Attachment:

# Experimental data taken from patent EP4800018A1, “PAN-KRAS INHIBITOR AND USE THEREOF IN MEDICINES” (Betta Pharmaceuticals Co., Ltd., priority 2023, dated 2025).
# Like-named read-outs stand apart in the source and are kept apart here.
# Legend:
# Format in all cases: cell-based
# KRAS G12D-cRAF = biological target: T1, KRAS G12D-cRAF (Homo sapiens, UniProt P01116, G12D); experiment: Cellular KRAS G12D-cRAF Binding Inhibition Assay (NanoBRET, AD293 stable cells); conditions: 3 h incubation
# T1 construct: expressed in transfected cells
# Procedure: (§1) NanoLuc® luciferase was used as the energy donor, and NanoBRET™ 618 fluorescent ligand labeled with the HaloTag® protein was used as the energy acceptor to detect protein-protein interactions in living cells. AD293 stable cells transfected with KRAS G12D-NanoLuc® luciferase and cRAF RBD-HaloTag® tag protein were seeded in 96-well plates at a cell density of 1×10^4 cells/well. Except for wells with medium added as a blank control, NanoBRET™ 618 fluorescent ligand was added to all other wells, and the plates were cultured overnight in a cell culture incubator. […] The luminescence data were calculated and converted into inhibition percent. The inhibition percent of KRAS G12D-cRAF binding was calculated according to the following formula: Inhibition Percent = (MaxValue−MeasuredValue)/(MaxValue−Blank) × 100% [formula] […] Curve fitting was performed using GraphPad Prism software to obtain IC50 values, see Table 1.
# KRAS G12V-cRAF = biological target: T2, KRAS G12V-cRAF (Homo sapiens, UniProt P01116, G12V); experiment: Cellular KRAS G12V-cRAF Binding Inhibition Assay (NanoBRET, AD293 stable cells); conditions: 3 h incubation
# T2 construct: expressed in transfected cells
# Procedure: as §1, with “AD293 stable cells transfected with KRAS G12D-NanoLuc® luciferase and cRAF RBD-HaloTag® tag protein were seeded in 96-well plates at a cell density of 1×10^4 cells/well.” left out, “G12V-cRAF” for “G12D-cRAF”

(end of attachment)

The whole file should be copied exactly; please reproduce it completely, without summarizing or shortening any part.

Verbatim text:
# Experimental data taken from patent EP4800018A1, “PAN-KRAS INHIBITOR AND USE THEREOF IN MEDICINES” (Betta Pharmaceuticals Co., Ltd., priority 2023, dated 2025).
# Like-named read-outs stand apart in the source and are kept apart here.
# Legend:
# Format in all cases: cell-based
# KRAS G12D-cRAF = biological target: T1, KRAS G12D-cRAF (Homo sapiens, UniProt P01116, G12D); experiment: Cellular KRAS G12D-cRAF Binding Inhibition Assay (NanoBRET, AD293 stable cells); conditions: 3 h incubation
# T1 construct: expressed in transfected cells
# Procedure: (§1) NanoLuc® luciferase was used as the energy donor, and NanoBRET™ 618 fluorescent ligand labeled with the HaloTag® protein was used as the energy acceptor to detect protein-protein interactions in living cells. AD293 stable cells transfected with KRAS G12D-NanoLuc® luciferase and cRAF RBD-HaloTag® tag protein were seeded in 96-well plates at a cell density of 1×10^4 cells/well. Except for wells with medium added as a blank control, NanoBRET™ 618 fluorescent ligand was added to all other wells, and the plates were cultured overnight in a cell culture incubator. […] The luminescence data were calculated and converted into inhibition percent. The inhibition percent of KRAS G12D-cRAF binding was calculated according to the following formula: Inhibition Percent = (MaxValue−MeasuredValue)/(MaxValue−Blank) × 100% [formula] […] Curve fitting was performed using GraphPad Prism software to obtain IC50 values, see Table 1.
# KRAS G12V-cRAF = biological target: T2, KRAS G12V-cRAF (Homo sapiens, UniProt P01116, G12V); experiment: Cellular KRAS G12V-cRAF Binding Inhibition Assay (NanoBRET, AD293 stable cells); conditions: 3 h incubation
# T2 construct: expressed in transfected cells
# Procedure: as §1, with “AD293 stable cells transfected with KRAS G12D-NanoLuc® luciferase and cRAF RBD-HaloTag® tag protein were seeded in 96-well plates at a cell density of 1×10^4 cells/well.” left out, “G12V-cRAF” for “G12D-cRAF”